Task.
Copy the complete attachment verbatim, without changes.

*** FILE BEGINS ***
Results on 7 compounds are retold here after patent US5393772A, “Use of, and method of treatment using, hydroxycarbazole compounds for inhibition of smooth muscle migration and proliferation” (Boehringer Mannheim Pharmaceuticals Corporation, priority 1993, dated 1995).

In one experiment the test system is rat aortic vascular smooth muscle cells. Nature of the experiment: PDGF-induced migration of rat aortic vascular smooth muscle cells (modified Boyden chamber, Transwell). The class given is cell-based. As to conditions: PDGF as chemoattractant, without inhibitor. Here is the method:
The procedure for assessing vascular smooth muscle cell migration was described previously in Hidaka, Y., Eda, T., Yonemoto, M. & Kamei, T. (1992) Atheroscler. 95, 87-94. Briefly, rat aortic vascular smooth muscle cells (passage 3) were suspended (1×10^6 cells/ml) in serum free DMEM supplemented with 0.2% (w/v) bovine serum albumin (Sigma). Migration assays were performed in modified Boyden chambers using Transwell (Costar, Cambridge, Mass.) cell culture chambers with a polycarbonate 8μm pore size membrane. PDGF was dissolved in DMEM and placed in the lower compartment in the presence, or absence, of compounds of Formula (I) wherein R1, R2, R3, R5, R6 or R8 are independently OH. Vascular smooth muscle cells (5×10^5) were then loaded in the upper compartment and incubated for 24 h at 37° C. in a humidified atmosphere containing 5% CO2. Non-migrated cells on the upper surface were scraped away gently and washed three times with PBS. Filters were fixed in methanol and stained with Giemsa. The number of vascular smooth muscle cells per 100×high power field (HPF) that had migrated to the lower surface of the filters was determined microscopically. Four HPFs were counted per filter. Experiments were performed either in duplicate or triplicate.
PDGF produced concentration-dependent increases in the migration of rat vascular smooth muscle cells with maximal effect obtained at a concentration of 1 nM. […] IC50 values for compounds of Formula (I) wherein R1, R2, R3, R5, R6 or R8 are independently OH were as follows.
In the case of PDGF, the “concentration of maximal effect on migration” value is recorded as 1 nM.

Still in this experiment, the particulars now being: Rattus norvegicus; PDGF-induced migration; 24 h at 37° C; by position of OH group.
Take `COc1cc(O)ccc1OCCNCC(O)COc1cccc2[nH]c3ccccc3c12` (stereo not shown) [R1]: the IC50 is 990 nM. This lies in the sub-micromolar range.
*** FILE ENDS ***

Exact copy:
Results on 7 compounds are retold here after patent US5393772A, “Use of, and method of treatment using, hydroxycarbazole compounds for inhibition of smooth muscle migration and proliferation” (Boehringer Mannheim Pharmaceuticals Corporation, priority 1993, dated 1995).

In one experiment the test system is rat aortic vascular smooth muscle cells. Nature of the experiment: PDGF-induced migration of rat aortic vascular smooth muscle cells (modified Boyden chamber, Transwell). The class given is cell-based. As to conditions: PDGF as chemoattractant, without inhibitor. Here is the method:
The procedure for assessing vascular smooth muscle cell migration was described previously in Hidaka, Y., Eda, T., Yonemoto, M. & Kamei, T. (1992) Atheroscler. 95, 87-94. Briefly, rat aortic vascular smooth muscle cells (passage 3) were suspended (1×10^6 cells/ml) in serum free DMEM supplemented with 0.2% (w/v) bovine serum albumin (Sigma). Migration assays were performed in modified Boyden chambers using Transwell (Costar, Cambridge, Mass.) cell culture chambers with a polycarbonate 8μm pore size membrane. PDGF was dissolved in DMEM and placed in the lower compartment in the presence, or absence, of compounds of Formula (I) wherein R1, R2, R3, R5, R6 or R8 are independently OH. Vascular smooth muscle cells (5×10^5) were then loaded in the upper compartment and incubated for 24 h at 37° C. in a humidified atmosphere containing 5% CO2. Non-migrated cells on the upper surface were scraped away gently and washed three times with PBS. Filters were fixed in methanol and stained with Giemsa. The number of vascular smooth muscle cells per 100×high power field (HPF) that had migrated to the lower surface of the filters was determined microscopically. Four HPFs were counted per filter. Experiments were performed either in duplicate or triplicate.
PDGF produced concentration-dependent increases in the migration of rat vascular smooth muscle cells with maximal effect obtained at a concentration of 1 nM. […] IC50 values for compounds of Formula (I) wherein R1, R2, R3, R5, R6 or R8 are independently OH were as follows.
In the case of PDGF, the “concentration of maximal effect on migration” value is recorded as 1 nM.

Still in this experiment, the particulars now being: Rattus norvegicus; PDGF-induced migration; 24 h at 37° C; by position of OH group.
Take `COc1cc(O)ccc1OCCNCC(O)COc1cccc2[nH]c3ccccc3c12` (stereo not shown) [R1]: the IC50 is 990 nM. This lies in the sub-micromolar range.